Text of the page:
MathSciNet  Google Scholar 

  33. 33.

    Igarashi Y, Hori T, Murata S, Sato K, Baba T, Okada M (2016) Maximum tsunami height prediction using pressure gauge data by a Gaussian process at Owase in the Kii Peninsula, Japan. Mar Geophys Res 37(4):361–370

    Article  Google Scholar 

  34. 34.

    Oakley J, O’Hagan A (2002) Bayesian inference for the uncertainty distribution of computer model outputs. Biometrika 89(4):769–784

    Article  Google Scholar 

  35. 35.

    Oakley J, O’Hagan A (2004) Probabilistic sensitivity analysis of complex models: a Bayesian approach. J R Stat Soc Stat Methodol Ser B 66(3):751–769

    MathSciNet  Article  Google Scholar 

  36. 36.

    Sarri A, Guillas S, Dias F (2012) Statistical emulation of a tsunami model for sensitivity analysis and uncertainty quantification. Nat Hazards Earth Syst Sci 12(6):2003–2018

    Article  Google Scholar 

  37. 37.

    Mizuno Y, Koshizuka S (2020) Gaussian process emulation of particle method for estimating free-surface heights. J Fluid Sci Technol 15(3):JFST0021

    Article  Google Scholar 

  38. 38.

    Grezio A, Babeyko A, Baptista M, Behrens J, Costa A, Davies G, Geist EL, Glimsdal S, González FI, Griffin J, Harbitz CB, LeVeque RJ, Lorito S, Løvholt F, Omira R, Mueller C, Paris R, Parsons T, Polet J, Power W, Selva J, Sørensen MB, Thio H (2017) Probabilistic tsunami hazard analysis: multiple sources and global applications. Rev Geophys 55(4):1158–1198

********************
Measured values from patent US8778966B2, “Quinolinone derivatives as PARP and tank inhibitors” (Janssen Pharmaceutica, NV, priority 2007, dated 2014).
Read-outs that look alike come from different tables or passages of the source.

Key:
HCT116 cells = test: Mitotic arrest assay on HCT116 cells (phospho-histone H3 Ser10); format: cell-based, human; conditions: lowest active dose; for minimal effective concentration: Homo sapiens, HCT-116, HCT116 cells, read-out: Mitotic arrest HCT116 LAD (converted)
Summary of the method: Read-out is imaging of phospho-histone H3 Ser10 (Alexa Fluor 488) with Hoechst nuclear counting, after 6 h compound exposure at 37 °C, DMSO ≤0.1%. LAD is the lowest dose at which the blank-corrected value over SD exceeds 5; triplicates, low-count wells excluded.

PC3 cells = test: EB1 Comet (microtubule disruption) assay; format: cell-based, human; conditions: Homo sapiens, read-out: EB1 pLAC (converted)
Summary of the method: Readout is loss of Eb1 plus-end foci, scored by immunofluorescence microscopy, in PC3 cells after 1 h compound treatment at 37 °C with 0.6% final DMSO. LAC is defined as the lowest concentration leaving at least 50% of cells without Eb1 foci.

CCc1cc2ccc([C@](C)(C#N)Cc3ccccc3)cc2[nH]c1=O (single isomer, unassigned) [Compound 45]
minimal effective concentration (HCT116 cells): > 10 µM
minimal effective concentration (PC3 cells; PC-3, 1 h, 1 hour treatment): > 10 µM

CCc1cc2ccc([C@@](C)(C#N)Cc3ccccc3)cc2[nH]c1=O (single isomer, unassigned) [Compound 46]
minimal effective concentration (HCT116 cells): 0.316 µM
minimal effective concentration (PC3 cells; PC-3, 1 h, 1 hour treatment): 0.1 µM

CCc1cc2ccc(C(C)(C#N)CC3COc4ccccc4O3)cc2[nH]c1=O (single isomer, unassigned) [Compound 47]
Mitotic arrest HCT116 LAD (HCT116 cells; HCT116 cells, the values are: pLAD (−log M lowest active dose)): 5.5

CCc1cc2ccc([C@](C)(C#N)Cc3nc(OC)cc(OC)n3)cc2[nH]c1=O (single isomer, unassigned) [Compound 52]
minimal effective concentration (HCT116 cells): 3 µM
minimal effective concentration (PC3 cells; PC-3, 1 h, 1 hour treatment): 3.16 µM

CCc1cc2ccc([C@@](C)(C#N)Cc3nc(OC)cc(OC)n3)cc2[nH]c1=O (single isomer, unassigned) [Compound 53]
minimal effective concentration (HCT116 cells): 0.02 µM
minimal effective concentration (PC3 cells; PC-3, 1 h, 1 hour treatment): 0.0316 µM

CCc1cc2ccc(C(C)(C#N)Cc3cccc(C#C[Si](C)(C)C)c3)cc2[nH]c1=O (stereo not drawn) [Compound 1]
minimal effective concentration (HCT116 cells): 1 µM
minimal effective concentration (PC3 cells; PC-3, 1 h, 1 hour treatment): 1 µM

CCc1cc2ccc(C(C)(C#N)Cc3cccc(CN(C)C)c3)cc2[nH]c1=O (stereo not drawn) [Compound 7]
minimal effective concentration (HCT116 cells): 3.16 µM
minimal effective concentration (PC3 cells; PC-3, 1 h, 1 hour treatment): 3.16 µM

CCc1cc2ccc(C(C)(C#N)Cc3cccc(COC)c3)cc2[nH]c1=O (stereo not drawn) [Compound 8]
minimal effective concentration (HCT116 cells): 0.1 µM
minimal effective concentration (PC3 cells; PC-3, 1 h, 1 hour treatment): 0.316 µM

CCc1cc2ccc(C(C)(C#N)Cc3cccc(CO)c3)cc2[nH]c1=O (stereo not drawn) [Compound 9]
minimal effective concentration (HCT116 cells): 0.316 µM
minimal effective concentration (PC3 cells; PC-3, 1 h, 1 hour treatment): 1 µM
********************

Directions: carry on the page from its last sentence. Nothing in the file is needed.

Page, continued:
Article  Google Scholar 

  39. 39.

    Kohavi R (1995) A study of cross-validation and bootstrap for accuracy estimation and model selection. In: Proceedings of the 14th international joint conference on artificial intelligence, vol 2, pp 1137–1143

Download references


This work was supported by JSPS KAKENHI Grant Numbers JP18K04576, JP21J12302.

Author information



Corresponding author

Correspondence to Yoshiki Mizuno.

Ethics declarations

Conflict of interest

On behalf of all authors, the corresponding author states that there is no conflict of interest.

Additional information

Publisher's Note

Springer Nature remains neutral with regard to jurisdictional claims in published maps and institutional affiliations.

Rights and permissions

Reprints and Permissions

About this article

Verify currency and authenticity via CrossMark

Cite this article

Mizuno, Y., Shibata, K. & Koshizuka, S. Statistical analysis of three-dimensional run-up heights using Gaussian process emulator of particle method. Comp. Part. Mech. (2021).

Download citation


  • EMPS method
  • Free-surface flow
  • Gaussian process regression
  • Computational speed
  • Sensitivity analysis
  • Statistical emulation
  • Tsunami evacuation planning